Accused Colorado School Shooter Fights to Be Tried as a Minor

CASTLE ROCK, Colo. (CN) – A Colorado teen suspected of orchestrating the shooting at STEM School Highlands Ranch this past May that resulted in the death of a classmate began making his case Monday to be tried in juvenile court.

Friends and community members left flowers, stuffed animals, and cans of Coca-Cola outside STEM School Highlands Ranch in Colorado in honor of Kendrick Castillo, who was killed trying to thwart a May 7, 2019, shooting at the school. (Amanda Pampuro / CNS)

District Attorney George Brauchler formally charged 16-year-old Alec McKinney as an adult a week after the May 7 attack, though his case remains sealed to the public.

McKinney attempted to kill himself with a Beretta M9 after police charged the school to thwart the attack. He later told investigators he failed because he was unable to take the safety setting off the firearm. On Monday, public defender Ara Ohanian showed school security footage in which the teenager struggled with the weapon until being apprehended by the school’s security guard.

Ohanian challenged the narrative that McKinney coerced 18-year-old co-defendant Devon Erickson into accompanying him. Snapchat videos obtained by police appear to document McKinney threatening Erickson with an ax into opening his father’s gun safe.

Ohanian pointed out that McKinney was not trained to use a gun. Erickson not only knew the make, model, and caliber of each weapon, he showed McKinney how to load them.

Lead investigator Detective Brian Pereira of the Douglas County Sheriff’s Office recounted the investigation into the events of May 7, beginning when Erickson picked McKinney up from school. At the Erickson home, the teenagers trashed furniture, broke open a gun safe and attempted to burn Mrs. Erickson’s car.

Investigators estimated the damage at $3,700.

Although Erickson’s attorneys maintain he was forced into aiding McKinney, Pereira expressed his doubts since Erickson had multiple opportunities to alert authorities, literally passing by emergency alert buttons installed throughout the school.

Prior to the shooting, Erickson used the handle DevonKillz and posted a photo of himself on Snapchat captioned, “I’m busy scaring kids at school by looking like a shooter.”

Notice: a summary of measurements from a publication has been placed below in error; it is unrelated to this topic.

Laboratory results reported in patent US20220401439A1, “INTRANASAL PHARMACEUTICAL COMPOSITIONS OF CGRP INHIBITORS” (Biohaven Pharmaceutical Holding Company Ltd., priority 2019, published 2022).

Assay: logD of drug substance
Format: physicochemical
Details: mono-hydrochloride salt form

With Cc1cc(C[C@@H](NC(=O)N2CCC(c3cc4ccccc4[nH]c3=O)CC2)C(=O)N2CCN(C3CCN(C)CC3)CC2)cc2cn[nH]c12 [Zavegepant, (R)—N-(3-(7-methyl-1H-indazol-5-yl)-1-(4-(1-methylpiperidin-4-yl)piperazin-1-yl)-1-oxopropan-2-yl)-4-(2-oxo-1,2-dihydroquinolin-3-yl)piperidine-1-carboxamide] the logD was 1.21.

McKinney told investigators he was retaliating against classmates who bullied him and that the world is a cruel place and he wanted to inflict pain on those who had done him wrong.

Erickson and McKinney entered Ms. Harper’s British literature class as the students watched the movie “The Princess Bride,” armed with a Glock 21, a Beretta M9, a Ruger 10/22 rifle, and a Taurus revolver. When Erickson ordered his classmates not to move, three male students charged him including Kendrick Castillo, 18, who was shot and killed in the altercation.

“Erickson’s plan was to get away with it,” Ohanian said. “McKinney’s plan was to die.”

Born Maya McKinney, Alec is transgender and uses male pronouns. Shortly after being confronted by police in the school, bodycam footage shows McKinney worried about his gender being “exposed.” Officers replied, “That is the least of your worries now.”

The reverse transfer hearing is scheduled through next Tuesday, after which Judge Jeffrey K. Holmes will decide whether to send McKinney’s case to juvenile court or allow it to proceed in the adult criminal justice system.

Co-defendant Devon Erickson is scheduled to appear for arraignment before Judge Therese Slade on Dec. 6. He faces charges of first-degree murder, conspiracy and two dozen counts of attempted murder.

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